This is a Roman moulded terracotta oil lamp, coming from the Central Mediterranean area, either Italy or North Africa. The discus shows floral decoration and has a filling hole.
On the base and side several labels from old collections are attached, the most recent one reading: "Red slipped lamp with original wick. Herodian Period (ca 50 B.C.-150 A.D.). Acquired in Israel."
However, this information is not correct. Wicks were made of organic material and did only survive in the rarest of occasions; apart from that, they were not inserted into the filling hole but into the wick hole in the nozzle.
In reality this lamp contains the corroded remains of a wick pin. Sometimes a pin was inserted into the wick through the filling hole, to hold the wick in place. The pin would prevent the wick from sliding down into the body of the lamp and also served to adjust the wick as it was consumed. Such pins were made from rigid materials like metal, wood or bone.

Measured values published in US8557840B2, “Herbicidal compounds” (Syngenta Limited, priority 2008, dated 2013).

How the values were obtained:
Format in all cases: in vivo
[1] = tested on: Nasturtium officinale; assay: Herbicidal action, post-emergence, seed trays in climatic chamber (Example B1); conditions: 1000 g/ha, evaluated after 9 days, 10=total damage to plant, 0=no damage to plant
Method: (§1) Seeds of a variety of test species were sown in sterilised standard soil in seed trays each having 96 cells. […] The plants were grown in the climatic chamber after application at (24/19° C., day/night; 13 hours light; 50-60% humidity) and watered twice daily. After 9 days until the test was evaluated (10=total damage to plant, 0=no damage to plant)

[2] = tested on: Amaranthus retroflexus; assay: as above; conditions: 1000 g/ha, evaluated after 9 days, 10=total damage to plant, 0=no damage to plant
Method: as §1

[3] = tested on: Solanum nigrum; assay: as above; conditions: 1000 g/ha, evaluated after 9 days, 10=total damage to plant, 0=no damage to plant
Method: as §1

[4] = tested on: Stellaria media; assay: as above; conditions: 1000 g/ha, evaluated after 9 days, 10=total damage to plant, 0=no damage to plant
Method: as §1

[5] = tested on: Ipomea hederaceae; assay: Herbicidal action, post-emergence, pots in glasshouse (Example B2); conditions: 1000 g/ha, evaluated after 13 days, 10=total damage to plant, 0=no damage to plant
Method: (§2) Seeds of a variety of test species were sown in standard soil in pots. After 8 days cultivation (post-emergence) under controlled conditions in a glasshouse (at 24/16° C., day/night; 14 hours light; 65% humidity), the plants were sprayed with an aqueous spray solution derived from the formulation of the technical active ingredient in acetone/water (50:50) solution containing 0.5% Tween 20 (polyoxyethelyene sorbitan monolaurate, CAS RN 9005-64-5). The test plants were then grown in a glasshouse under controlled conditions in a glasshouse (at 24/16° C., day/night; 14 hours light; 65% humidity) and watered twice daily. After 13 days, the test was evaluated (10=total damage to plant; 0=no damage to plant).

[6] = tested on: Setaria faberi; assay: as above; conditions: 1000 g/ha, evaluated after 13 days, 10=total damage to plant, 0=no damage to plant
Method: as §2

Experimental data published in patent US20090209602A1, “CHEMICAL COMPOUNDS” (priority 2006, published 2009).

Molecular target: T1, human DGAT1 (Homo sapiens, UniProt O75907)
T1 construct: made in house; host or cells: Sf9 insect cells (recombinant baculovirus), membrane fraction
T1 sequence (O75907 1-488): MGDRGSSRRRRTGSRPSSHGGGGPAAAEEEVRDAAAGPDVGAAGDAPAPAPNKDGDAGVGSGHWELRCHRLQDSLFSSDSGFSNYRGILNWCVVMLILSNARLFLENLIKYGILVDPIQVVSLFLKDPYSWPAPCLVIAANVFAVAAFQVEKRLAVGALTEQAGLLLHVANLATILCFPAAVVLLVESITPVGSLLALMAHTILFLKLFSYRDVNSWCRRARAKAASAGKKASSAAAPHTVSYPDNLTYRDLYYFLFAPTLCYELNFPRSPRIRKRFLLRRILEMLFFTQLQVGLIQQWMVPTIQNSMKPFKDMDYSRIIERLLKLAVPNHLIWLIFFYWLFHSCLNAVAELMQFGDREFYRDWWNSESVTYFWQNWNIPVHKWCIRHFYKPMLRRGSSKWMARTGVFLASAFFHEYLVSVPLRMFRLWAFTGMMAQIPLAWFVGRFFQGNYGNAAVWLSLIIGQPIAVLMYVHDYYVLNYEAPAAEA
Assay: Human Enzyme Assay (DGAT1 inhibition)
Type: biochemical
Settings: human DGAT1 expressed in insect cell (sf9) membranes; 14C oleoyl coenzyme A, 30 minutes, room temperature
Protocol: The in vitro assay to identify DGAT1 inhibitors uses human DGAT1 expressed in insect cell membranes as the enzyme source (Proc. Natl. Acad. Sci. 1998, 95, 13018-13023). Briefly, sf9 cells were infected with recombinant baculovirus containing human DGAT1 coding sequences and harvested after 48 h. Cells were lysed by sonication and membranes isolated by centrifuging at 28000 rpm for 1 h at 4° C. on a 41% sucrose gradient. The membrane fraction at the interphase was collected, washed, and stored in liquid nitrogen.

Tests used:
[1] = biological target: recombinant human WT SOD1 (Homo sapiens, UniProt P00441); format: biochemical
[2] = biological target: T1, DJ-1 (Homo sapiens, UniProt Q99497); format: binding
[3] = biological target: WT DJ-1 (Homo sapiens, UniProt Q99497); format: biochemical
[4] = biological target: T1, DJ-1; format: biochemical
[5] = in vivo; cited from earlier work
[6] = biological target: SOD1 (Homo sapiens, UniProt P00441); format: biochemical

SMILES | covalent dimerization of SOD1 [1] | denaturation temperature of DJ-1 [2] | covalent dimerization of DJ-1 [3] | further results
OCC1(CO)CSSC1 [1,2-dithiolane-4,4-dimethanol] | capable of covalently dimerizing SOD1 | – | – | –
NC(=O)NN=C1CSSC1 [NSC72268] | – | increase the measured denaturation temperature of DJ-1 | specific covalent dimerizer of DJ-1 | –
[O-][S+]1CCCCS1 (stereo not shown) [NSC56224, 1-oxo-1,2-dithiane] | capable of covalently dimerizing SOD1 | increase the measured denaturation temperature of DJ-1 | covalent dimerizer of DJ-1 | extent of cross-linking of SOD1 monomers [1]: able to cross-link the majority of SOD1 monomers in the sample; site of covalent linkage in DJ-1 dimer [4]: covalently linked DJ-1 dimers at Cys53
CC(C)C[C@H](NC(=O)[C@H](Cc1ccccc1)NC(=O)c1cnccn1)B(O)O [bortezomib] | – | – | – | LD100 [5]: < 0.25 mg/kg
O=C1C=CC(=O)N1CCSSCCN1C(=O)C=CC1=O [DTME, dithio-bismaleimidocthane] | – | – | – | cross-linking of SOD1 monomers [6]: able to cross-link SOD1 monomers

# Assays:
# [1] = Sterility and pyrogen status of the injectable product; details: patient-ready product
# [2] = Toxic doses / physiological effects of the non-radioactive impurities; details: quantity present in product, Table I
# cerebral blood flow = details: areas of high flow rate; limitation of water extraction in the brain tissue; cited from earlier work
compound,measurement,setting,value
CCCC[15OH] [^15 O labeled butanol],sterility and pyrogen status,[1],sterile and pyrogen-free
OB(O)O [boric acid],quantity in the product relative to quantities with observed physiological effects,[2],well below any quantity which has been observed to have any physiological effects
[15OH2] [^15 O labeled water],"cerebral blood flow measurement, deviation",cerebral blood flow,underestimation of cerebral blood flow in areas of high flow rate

Mid to late first century C.E.
Length 10 cm.
Dutch private collection, acquired from Arte Primitivo, New York, in 2004; before that John-Platt collection, Daniel M. Friedenberg. Daniel M. Friedenberg was president of John-Platt Enterprises, Inc. and for 35 years also worked as curator for the Jewish Museum in New York; he also was a member of the museum's board.
Intact with some encrustation, surface wear and scratching. Several labels attached underneath and on the side.